Tony Cummings spoke to Jonny Boston of the pioneering band JONNY & THE JAZZUITS

Jonny & The Jazzuits
Jonny & The Jazzuits

In recent years there has been a steady trickle of jazz gospel releases but few have been as thoroughly convincing as the album 'Psalms, Hymns & Spiritual Songs' by the wonderfully named Jonny & The Jazzuits. This four-piece band, led by the fine saxophonist Jonny Boston, are based in the Netherlands though in fact Jonny is English. He explained, "I was born in Suffolk; I was only there for about six months, because I moved around a lot. My dad was a pilot. He started off in the RAF, then he went into commercial flying. I moved around a little bit as we were growing up - probably more in Sussex than anywhere else - went to Christ's Hospital, where they wear really old uniforms. It's a Christian school: there's a chapel there and I sang in the choir."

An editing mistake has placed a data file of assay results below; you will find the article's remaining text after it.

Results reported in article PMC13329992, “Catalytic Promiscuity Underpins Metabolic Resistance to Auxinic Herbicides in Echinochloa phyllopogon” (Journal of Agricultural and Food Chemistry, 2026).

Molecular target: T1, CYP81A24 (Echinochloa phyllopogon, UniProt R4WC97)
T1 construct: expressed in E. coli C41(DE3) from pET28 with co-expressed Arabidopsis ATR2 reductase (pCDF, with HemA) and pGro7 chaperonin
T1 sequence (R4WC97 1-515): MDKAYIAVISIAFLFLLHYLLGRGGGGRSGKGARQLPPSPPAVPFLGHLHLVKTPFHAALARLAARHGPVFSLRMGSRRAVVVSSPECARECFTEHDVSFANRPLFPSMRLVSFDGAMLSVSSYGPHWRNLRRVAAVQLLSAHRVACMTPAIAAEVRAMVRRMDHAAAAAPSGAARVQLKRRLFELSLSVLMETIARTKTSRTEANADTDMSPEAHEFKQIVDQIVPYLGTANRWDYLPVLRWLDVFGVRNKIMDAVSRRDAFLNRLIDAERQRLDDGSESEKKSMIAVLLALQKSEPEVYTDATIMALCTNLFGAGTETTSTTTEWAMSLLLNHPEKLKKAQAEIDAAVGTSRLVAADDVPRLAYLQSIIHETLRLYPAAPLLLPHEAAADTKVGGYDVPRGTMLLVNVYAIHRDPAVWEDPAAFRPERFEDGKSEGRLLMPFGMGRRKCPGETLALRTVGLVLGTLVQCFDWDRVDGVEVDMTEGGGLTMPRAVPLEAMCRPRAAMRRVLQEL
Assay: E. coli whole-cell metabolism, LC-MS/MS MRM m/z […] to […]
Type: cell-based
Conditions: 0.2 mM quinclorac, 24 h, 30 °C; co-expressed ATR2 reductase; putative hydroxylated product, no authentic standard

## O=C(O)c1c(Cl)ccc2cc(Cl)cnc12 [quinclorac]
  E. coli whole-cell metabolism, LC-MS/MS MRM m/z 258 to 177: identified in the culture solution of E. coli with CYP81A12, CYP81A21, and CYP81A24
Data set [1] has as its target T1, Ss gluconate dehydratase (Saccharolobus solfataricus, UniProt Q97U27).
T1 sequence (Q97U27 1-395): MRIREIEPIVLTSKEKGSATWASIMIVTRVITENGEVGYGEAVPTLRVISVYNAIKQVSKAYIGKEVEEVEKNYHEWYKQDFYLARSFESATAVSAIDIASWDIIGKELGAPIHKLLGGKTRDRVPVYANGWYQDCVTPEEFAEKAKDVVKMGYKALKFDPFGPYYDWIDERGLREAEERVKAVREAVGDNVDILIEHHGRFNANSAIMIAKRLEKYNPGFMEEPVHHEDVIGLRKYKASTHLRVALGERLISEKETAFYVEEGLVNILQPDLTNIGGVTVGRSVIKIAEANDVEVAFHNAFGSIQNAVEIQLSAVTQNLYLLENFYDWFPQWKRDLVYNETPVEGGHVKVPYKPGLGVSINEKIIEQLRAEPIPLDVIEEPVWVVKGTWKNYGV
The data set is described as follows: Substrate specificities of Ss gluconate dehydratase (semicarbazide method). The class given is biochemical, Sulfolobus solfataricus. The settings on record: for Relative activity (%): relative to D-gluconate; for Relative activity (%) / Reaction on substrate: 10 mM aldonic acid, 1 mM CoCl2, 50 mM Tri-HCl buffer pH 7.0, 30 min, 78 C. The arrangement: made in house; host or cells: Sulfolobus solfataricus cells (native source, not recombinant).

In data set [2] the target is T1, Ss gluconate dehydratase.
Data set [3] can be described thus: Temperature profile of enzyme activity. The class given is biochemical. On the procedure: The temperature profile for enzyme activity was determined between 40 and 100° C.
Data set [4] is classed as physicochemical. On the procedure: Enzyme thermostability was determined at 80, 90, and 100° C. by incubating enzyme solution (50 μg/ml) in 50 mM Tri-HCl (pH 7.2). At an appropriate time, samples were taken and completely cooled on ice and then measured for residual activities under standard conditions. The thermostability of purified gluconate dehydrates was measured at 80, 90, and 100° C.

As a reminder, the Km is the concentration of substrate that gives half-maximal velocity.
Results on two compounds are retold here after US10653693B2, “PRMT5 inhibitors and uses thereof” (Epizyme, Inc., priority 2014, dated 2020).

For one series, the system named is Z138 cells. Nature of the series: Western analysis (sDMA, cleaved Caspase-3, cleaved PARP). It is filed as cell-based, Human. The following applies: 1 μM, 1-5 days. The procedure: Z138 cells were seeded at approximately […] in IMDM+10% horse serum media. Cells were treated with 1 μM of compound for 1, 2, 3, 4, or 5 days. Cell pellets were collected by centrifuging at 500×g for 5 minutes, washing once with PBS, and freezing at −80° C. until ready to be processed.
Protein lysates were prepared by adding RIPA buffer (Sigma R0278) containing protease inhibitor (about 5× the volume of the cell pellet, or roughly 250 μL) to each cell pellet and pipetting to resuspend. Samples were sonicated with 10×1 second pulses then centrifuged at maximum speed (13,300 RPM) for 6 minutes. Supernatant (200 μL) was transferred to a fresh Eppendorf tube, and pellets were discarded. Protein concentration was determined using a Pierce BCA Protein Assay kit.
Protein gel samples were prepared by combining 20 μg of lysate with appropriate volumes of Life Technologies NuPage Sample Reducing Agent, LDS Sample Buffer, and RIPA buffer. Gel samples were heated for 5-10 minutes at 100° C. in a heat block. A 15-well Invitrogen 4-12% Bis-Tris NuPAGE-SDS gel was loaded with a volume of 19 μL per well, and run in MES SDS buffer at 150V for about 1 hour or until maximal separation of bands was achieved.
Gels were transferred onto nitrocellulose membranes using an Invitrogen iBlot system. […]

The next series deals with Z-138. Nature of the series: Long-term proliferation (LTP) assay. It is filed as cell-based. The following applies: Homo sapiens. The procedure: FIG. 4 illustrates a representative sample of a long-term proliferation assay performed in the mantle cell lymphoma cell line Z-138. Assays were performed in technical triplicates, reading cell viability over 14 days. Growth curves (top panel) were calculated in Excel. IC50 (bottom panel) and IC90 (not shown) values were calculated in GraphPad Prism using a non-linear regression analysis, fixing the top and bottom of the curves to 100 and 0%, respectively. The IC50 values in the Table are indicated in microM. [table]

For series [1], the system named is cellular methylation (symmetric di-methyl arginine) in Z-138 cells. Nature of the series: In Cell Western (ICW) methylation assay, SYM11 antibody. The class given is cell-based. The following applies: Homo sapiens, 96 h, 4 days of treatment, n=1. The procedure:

Jonny became a professional musician at the tender age of 18. He said, "I was spotted on the Underground by a guy called Phil Mason who played in a band called Max Collie's Rhythm Aces. That was when I first started going around Europe playing in jazz festivals and clubs. The bass player, Trevor 'Fingers' Williams, was the first born-again believer I'd ever seen. I knew him before and after - just a really amazing difference in somebody. One minute he was saying lots of naughty jokes and all the stuff that goes along with it, then suddenly he was somebody completely different. All of us in the band couldn't believe it; we thought, 'How long before he falls back into his old ways?' But he didn't. Trevor was praying for me for about seven years. We were in a church in Norway doing negro spirituals with a singer called Pauline Pierce, and that was when I first encountered the Lord. That was August 1998. It was an amazing feeling. I'd taken drugs and drink, sex and all the rest of it, and on that day the Lord revealed to me, to my heart, that he is the forgiver of all things; he can supply all my needs and desires."